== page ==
Words were a jumble, numbers a blur.
His parents worried...
That day stands out starkly in my memory. I was at the blackboard, carefully printing the words my first-grade teacher had asked me to write. As I stepped back from my work, the laughter of my classmates told me I'd done something terribly wrong. What was so funny? I was confused. "Fred," the teacher admonished, "you've reversed all your e's!"
During second grade at Riverdale Country School near my home in Yonkers, N.Y., things grew worse. No matter how hard I tried, I couldn't grasp simple math--even adding two and two was difficult. What's wrong with me? I kept wondering.
By the third grade, my parents were increasingly concerned. "What'll become of Fred?" my mother asked plaintively. Both my parents were high achievers who prized academic excellence. My father, Joseph, had graduated from Yale University and Yale Medical School and was a prominent psychiatrist. My mother, Lillian, was a psychiatric social worker who had received her master's degree. Simon, my older brother, had no problems in school. My younger brother, Abram, was also destined to be an excellent student.
And here I was, struggling, barely able to keep up. To avoid school altogether, I often faked illness. By fifth grade I was grudgingly giving in to the thought that maybe I wasn't all that bright. But Herbert Murphy, my teacher, changed that. One day, after class, he called me aside, showing me the test paper I'd turned in. I hung my head, embarrassed. Every answer was marked wrong.
"I know you understand this material," he told me, "so why don't we go over it one more time?" He sat me down and asked the same questions that made up the written test. One by one, I gave him the answers orally.
"That's right!" he said after each answer. His smile could have lighted up the world. "I knew you understood this!" He marked all my test answers correct, changing my failing grade to a passing one.
Mr. Murphy also showed me how to use different word associations to recall information. Whenever I saw the word social, for example, it stopped me cold; I simply couldn't pronounce it. "Try to remember it this way," Mr. Murphy suggested. "Say you have a friend named Al who knows how to fix bicycles. Then one day your bike breaks down. 'So see Al' to get your bike fixed. And you'll remember how to say it." It worked.
Before long, I even looked forward to staying after school with Mr. Murphy. He was always so patient and encouraging. "You're intelligent, Fred," he once told me. "I just know things will turn out well for you." Still, I felt I was facing a seemingly insurmountable barrier.
After fifth grade, I transferred to a local public school. There my new teacher, Miss Shaw, also saw that I was trying to improve, and did what she could to help me. After laboring long and hard on a penmanship exercise, I was thrilled when she suggested I show the principal--who had always belittled me--how much my handwriting had improved. Now she'll know I'm smart, I thought, racing to her office.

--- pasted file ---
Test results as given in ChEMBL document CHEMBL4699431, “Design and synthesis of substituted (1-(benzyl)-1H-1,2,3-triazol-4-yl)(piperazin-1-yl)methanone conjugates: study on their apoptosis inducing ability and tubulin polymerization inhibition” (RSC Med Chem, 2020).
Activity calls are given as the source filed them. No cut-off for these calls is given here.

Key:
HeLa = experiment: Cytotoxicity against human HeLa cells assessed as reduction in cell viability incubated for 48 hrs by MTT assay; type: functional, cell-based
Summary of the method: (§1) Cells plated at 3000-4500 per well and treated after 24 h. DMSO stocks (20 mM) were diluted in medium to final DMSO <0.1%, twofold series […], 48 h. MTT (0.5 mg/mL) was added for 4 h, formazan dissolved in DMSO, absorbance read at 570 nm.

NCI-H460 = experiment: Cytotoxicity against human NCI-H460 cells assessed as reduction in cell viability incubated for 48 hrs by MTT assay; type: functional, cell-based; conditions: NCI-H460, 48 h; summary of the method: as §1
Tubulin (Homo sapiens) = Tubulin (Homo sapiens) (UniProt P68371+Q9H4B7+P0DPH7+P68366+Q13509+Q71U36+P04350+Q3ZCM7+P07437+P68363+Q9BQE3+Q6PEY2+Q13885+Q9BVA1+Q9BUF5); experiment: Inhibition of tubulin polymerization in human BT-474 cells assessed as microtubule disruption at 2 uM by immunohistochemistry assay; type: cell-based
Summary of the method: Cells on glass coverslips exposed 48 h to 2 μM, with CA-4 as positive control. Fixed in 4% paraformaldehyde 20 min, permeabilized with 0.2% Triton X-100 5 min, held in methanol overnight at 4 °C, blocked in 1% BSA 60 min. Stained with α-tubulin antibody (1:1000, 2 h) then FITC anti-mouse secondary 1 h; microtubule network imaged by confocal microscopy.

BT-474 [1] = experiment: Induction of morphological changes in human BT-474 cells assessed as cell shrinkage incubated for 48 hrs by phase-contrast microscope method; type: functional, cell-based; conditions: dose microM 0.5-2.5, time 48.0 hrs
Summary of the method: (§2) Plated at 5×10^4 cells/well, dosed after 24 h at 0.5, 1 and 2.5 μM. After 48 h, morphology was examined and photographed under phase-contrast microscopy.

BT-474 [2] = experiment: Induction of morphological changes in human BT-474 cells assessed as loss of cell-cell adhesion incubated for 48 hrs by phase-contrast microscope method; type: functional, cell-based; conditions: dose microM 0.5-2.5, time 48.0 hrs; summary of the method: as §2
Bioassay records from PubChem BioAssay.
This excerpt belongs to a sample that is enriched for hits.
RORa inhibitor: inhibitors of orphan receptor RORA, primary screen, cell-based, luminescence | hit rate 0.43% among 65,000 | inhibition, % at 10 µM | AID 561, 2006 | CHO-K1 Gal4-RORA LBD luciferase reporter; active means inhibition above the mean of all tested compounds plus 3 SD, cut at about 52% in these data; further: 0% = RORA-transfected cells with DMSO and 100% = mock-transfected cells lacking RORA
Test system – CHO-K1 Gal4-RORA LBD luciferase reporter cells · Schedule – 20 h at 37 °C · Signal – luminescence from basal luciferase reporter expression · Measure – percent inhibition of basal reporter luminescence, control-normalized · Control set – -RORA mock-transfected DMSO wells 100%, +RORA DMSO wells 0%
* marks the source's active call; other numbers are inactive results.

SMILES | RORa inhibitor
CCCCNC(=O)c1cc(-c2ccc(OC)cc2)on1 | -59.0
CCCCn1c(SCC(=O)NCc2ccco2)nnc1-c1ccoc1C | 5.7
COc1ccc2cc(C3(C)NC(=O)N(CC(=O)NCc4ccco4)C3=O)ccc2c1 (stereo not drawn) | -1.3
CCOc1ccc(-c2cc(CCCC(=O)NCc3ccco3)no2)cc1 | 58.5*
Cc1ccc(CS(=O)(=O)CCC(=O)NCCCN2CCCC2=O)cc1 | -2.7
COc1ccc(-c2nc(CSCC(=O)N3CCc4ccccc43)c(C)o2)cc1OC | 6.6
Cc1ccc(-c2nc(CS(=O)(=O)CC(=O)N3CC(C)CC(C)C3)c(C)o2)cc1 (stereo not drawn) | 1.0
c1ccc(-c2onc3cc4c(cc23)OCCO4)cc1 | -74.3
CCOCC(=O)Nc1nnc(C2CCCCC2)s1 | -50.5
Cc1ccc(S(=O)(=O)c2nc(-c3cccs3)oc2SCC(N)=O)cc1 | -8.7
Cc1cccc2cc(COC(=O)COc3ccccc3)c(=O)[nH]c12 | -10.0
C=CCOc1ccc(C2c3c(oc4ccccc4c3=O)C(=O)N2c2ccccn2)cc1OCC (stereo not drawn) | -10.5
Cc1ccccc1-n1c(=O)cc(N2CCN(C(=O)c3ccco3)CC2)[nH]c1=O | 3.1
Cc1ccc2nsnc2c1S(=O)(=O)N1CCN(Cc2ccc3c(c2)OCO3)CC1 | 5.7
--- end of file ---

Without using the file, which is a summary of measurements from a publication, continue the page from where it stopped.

The principal, however, misunderstood why Miss Shaw had sent me. For a full half-hour she criticized my penmanship. "Your problem," she concluded, "is that you have no motivation. You just don't care." She couldn't know how much--and how painfully--I did care.
Returning to the classroom, I was so shaken that I never told Miss Shaw what had happened. I was too embarrassed--and just too beaten-down.
At home, however, I drew hope from a curious skill that I had in abundance: a vivid memory. I could clearly recall what we ate for dinner or what the weather had been like three or four weeks earlier. In junior high one of my biggest triumphs came when I memorized Lincoln's Gettysburg Address. How can I do this? I kept wondering. How can I be good at one thing--and so bad at another?
Puzzled, my parents had a psychologist test my intelligence. To their amazement--and mine--I scored quite high. Now I really was confused.
Then there was Aunt Lottie, my mother's younger sister. A gentle, kind woman, she was a first-grade teacher who often assisted children with reading problems. Every Saturday and Sunday during junior high, I pedaled my bike two miles to her home. Sitting me down at her dining-room table, Aunt Lottie drilled me endlessly and patiently. "Don't worry," she urged. "We'll try again tomorrow, and you'll get it."
Whenever I wrote anything, it came out a jumble of words. So Aunt Lottie would ask me to write what I'd done each week. If she couldn't praise the writing, she at least praised the thinking behind it. "That's a wonderful idea," she'd say. "Let's put it down on paper." After that came hugs and cookies and ginger ale.
Slowly, I achieved a few small successes. I developed a strong speaking voice and began acting in school plays. Because of my good memory, learning lines was easy. I also did well in the sciences, and this encouraged my first big dream. I wanted to study medicine and, like my father, become a psychiatrist. I knew it was an impossible dream for someone with all my school problems. Still, I decided that if I was going to dream, I'd reach for the moon. The greater the challenge, the harder I vowed to work. For every victory, however, there were many more setbacks--and the mystery of my problem only deepened.